himself ap-pears after the runway

    show.

    all p

    hoto

    s: sty

    le.co

    m

    Marc Jacobs has become one of the most influential and successful de-signers in the fashion industry, creating chic and innovative looks sold both in the U.S. and around the world. He designs for some of the leading brands in the fash-ion world, creating clothes and accesso-ries for Louis Vuitton, Marc Jacobs, and Marc by Marc Jacobs. His designs vary with each season, ranging from soft and feminine looks to colorful and bold theat-ricality; his vision changes with each show to reflect his creative influences and his interpretations for the coming season. Marc Jacobs, though arguably one of the most inventive designers in the industry, had decidedly humble begin-nings. At an early age, Jacobs was taught to knit by his grandmother, a beginning step in the discovery of his aspirations as a designer. At 15 he began working at New York Citys renowned Charivari boutique, where he was introduced to Perry Ellis. From there, Jacobs entered the Parsons School of Design, where he produced a line of hand-knit sweaters for the boutique during his time as a student. Jacobs demonstrated his tal-ent and dedication as a designer while at the school, and in 1984 he was awarded the Perry Ellis Golden Thimble Award for his designs. Upon graduating from Par-sons, Jacobs began working for Perry Ellis, where he designed a grunge col-lection for the label that received con-siderable attention and acclaim in the industry; despite this, the collection led to his subsequent dismissal in 1993. Marc Jacobs launched his own la-bel soon afterward, employing Linda Evan-gelista and Naomi Campbell; the models were so supportive of his designs that they agreed to work for free. In the ensuing years Jacobs devoted his time to designs put forth on his label, producing his first col-lection of menswear in 1994. With his ac-claim as a visionary new designer came his appointment as creative director of Louis Vuitton in 1997; under his leadership the label launched their first ready-to-wear line.

    marc my wordsfashion

    Where did this modern fashion giant start out? by Jazmine Goguen (11)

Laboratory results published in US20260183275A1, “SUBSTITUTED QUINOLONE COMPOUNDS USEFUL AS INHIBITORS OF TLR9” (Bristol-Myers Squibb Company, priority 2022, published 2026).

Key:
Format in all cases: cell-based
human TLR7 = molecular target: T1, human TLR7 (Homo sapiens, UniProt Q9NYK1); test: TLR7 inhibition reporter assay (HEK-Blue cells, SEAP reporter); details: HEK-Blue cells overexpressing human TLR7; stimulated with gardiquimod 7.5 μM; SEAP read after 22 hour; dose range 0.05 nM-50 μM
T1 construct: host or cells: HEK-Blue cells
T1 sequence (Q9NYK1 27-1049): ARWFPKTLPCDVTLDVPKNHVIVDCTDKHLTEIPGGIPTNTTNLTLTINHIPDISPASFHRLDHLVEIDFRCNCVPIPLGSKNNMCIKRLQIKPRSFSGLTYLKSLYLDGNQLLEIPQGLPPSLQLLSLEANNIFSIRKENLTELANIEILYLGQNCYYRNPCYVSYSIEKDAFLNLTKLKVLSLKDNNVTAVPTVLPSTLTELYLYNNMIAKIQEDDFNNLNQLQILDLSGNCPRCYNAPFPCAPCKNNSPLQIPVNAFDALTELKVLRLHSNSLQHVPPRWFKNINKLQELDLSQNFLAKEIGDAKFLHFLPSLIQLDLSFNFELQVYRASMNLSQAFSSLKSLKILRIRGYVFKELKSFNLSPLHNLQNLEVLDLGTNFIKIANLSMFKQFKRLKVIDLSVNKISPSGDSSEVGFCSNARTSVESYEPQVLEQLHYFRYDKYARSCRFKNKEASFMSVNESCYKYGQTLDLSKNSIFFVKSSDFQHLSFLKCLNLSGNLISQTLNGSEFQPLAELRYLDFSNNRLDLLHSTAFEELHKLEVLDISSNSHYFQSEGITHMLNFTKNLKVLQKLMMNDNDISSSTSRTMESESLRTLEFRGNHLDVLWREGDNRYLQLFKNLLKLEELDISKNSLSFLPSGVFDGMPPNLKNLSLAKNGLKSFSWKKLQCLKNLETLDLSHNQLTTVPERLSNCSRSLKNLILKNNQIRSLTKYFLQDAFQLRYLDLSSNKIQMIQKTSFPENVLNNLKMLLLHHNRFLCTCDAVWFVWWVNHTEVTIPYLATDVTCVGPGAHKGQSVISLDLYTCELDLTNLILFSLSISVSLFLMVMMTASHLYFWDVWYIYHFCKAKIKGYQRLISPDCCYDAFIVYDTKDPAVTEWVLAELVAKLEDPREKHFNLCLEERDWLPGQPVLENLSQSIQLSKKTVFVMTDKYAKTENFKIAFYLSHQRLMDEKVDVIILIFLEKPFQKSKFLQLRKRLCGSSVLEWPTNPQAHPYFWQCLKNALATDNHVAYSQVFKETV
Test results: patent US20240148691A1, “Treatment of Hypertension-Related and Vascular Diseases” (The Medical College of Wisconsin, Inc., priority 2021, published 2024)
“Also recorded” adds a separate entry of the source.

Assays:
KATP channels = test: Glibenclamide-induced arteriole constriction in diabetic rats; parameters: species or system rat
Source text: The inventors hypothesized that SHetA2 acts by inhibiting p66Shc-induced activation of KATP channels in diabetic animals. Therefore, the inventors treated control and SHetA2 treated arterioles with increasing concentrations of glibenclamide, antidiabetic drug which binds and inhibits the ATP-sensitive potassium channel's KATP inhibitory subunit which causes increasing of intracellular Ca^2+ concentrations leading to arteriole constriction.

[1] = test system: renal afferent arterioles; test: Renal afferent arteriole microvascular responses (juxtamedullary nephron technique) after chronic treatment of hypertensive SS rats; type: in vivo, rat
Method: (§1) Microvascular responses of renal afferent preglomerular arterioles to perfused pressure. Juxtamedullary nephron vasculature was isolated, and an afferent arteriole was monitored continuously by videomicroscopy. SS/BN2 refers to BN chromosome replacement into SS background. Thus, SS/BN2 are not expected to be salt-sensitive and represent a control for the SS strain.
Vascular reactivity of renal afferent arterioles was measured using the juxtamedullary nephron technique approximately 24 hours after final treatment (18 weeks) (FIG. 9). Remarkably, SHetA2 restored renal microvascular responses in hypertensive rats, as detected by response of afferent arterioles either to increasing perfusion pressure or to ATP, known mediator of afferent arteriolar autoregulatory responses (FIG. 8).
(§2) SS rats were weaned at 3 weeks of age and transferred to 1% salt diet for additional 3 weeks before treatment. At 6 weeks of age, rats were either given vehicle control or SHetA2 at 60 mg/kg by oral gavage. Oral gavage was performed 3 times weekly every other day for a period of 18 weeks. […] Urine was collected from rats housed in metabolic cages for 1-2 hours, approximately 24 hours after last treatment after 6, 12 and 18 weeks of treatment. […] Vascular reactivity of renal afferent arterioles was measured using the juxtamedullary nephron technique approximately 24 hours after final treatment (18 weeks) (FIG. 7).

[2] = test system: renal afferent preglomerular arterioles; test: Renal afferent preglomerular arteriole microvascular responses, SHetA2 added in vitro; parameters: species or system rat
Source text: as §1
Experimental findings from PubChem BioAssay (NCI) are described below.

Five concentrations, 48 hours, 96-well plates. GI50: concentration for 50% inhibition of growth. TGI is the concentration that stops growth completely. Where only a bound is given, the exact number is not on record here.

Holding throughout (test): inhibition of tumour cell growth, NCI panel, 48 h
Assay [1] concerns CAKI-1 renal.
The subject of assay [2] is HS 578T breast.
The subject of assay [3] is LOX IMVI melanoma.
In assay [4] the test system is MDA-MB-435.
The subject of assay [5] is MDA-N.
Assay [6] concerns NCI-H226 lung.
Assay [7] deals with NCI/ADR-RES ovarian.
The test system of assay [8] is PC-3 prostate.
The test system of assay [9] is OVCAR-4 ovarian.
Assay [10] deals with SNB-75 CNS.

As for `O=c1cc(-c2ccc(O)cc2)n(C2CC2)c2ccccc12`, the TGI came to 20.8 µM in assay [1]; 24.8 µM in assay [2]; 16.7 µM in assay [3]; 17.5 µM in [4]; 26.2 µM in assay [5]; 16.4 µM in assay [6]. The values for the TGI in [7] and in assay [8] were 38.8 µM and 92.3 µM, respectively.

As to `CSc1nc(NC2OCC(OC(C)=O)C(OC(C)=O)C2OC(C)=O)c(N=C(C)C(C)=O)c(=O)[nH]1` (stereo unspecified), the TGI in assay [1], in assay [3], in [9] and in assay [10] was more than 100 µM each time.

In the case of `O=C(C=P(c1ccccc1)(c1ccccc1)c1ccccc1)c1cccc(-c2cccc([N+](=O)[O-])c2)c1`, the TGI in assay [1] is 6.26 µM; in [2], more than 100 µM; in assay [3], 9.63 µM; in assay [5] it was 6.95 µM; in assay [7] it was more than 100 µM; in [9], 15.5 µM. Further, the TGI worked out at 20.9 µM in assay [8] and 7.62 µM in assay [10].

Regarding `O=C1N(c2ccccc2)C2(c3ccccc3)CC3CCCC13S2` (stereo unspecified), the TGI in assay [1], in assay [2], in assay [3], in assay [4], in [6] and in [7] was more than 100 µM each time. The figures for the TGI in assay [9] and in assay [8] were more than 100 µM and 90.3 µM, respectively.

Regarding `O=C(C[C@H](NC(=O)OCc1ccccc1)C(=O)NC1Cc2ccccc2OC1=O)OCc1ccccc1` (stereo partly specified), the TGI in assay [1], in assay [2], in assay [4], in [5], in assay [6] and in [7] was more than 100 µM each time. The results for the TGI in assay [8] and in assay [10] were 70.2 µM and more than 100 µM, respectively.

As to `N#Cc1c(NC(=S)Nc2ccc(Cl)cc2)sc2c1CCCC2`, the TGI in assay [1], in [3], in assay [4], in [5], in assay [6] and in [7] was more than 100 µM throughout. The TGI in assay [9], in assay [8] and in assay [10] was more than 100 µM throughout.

out in the fashion industry. I like romantic allusions to the past: what I wore during my experimental days in fashion Its the awkwardness of posing and feeling like I was in, but I never was in. Awkwardness gives me great comfort.

  • issue 1 / autumn 20097

    style saga We all have to start somewhere. For me, genesis occurred in the Arts & Crafts shack at summer camp, where my 12-year-old hands crafted what I felt sure was a masterpiece. A bunch of multi-patterned fabric strips with an awkwardly placed pocket, lopsid-edly sewn together and drizzled with appalling puffy paint, was something I surveyed with the pride and joy of a new parent. A skirt had been born. At least, I boldly ventured to call it that. I couldnt wait to saunter through the halls of my middle school in that new garment, letting everyone know that I was singularly responsible for its invention. I would pair it with electric blue fishnets the same shade as my eyeliner, along with two com-pletely different shoes. This was my idea of fashion-savvy. Until 8th grade graduation, I excitedly stood each morning in front of my closet, wonder-ing what combination I would try to pull off that day. Later on, when I found out I would accompany most of my best friends to LaGuardia (a public high school for the arts), I figured not much would change about my dressing hab-its. However, my home answering machine foretold a different fate. Five days before what would have been my first day at LaGuardia, a message from Horace Mann announced that I had been accepted. My mother made it clear that I was not turning down the offer. Refusing to conform to what-ever vague notion I had of the way Horace Mann students would dress, I stood in front of a full-length mirror on the morning of my first day and gave my outfit a final once-over. I cringe to